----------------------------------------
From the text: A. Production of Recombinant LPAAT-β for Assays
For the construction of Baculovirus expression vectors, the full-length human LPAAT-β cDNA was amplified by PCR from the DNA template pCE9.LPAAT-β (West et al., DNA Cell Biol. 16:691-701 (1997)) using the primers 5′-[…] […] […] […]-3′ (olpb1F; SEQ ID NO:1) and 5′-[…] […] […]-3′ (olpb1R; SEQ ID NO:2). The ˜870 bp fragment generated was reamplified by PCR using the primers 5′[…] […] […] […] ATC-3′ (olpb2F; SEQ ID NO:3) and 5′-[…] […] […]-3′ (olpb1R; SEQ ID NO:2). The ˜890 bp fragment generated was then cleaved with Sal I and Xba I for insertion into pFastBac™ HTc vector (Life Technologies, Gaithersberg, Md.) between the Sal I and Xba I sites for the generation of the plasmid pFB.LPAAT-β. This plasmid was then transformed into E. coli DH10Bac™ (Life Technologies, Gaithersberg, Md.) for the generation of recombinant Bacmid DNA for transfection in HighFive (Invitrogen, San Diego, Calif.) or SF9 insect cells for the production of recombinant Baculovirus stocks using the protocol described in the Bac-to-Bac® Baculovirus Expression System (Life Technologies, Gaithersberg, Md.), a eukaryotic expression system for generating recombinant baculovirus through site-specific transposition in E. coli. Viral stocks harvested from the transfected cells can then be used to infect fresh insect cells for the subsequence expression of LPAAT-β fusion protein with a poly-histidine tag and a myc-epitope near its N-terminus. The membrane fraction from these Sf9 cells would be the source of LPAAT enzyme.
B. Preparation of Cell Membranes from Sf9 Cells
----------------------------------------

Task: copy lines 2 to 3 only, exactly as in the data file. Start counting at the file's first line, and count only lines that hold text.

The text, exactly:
For the construction of Baculovirus expression vectors, the full-length human LPAAT-β cDNA was amplified by PCR from the DNA template pCE9.LPAAT-β (West et al., DNA Cell Biol. 16:691-701 (1997)) using the primers 5′-[…] […] […] […]-3′ (olpb1F; SEQ ID NO:1) and 5′-[…] […] […]-3′ (olpb1R; SEQ ID NO:2). The ˜870 bp fragment generated was reamplified by PCR using the primers 5′[…] […] […] […] ATC-3′ (olpb2F; SEQ ID NO:3) and 5′-[…] […] […]-3′ (olpb1R; SEQ ID NO:2). The ˜890 bp fragment generated was then cleaved with Sal I and Xba I for insertion into pFastBac™ HTc vector (Life Technologies, Gaithersberg, Md.) between the Sal I and Xba I sites for the generation of the plasmid pFB.LPAAT-β. This plasmid was then transformed into E. coli DH10Bac™ (Life Technologies, Gaithersberg, Md.) for the generation of recombinant Bacmid DNA for transfection in HighFive (Invitrogen, San Diego, Calif.) or SF9 insect cells for the production of recombinant Baculovirus stocks using the protocol described in the Bac-to-Bac® Baculovirus Expression System (Life Technologies, Gaithersberg, Md.), a eukaryotic expression system for generating recombinant baculovirus through site-specific transposition in E. coli. Viral stocks harvested from the transfected cells can then be used to infect fresh insect cells for the subsequence expression of LPAAT-β fusion protein with a poly-histidine tag and a myc-epitope near its N-terminus. The membrane fraction from these Sf9 cells would be the source of LPAAT enzyme.
B. Preparation of Cell Membranes from Sf9 Cells